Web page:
Successful Obsession April 29 2009, 0 Comments

Now and again, we hear about some child protege who was born to play classical piano, or born to sing. They are playing Carnegie Hall by the time they are 10 years old. But for most that are successful in the arts, it is the obsession of the work that drives them, success follows, hopefully while one is still living! Vincent van Gogh painted all night, sometimes sleeping just a few hours at a time. He would work on variations of a theme for months at a time. He lived in poverty but would not give up his art. His brother supported him and paid for his paints and charcoals. Van Gogh never sold a single painting. Today they are treasured priceless works of art.

In 1968 an obsession of another kind was born. A wire walker in France, Philippe Petit learned of a construction project in New York City. The project was to build the tallest buildings in the world, the Twin Towers. With just a newspaper article in hand, one he stole from a his dentist’s office, he began his quest, rehearsals, and extensive planning to one day walk on a cable between the tops of the Twin Towers. This artist’s obsession that had began years before the towers were built, ended one magical morning on August 7, 1974 when Philippe Petit stepped out onto his wire some 110 stories from the ground and stunned the world as he graced us all with his seemingly effortless performance of wire walking between the Twin Towers.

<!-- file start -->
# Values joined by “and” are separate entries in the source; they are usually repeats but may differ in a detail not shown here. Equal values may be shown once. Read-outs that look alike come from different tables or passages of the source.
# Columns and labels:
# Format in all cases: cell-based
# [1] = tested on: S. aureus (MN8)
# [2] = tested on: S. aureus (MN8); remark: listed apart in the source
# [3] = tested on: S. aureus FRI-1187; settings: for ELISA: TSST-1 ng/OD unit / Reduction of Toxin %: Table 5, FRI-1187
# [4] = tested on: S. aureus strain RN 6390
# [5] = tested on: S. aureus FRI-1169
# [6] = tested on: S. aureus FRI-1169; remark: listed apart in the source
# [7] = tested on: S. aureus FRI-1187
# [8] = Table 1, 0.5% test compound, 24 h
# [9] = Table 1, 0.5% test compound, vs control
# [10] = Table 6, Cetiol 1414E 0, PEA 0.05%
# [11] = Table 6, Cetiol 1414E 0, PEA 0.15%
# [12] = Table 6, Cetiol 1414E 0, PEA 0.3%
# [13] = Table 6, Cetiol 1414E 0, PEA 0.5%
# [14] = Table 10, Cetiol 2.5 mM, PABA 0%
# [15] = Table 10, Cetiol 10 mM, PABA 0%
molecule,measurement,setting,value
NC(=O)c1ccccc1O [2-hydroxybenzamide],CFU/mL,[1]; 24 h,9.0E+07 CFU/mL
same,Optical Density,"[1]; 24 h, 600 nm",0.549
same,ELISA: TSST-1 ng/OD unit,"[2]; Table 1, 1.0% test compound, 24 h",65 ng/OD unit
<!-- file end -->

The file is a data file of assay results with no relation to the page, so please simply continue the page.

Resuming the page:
While these two artists may seem extreme, the point for all artists is the same. We do what we do in the arts because we love the work. We do it because the idea of creating something truly unique is a gift to those in our lives. The arts have always been difficult and for those who can do it and make a living, it is the best. I don’t think most of us go into the arts thinking, “Wow! I’m going to make millions!” We do it because it is a part of our genetics, our existence depends on it. Even as budgets pause, the artist continues to create. There are no boundaries.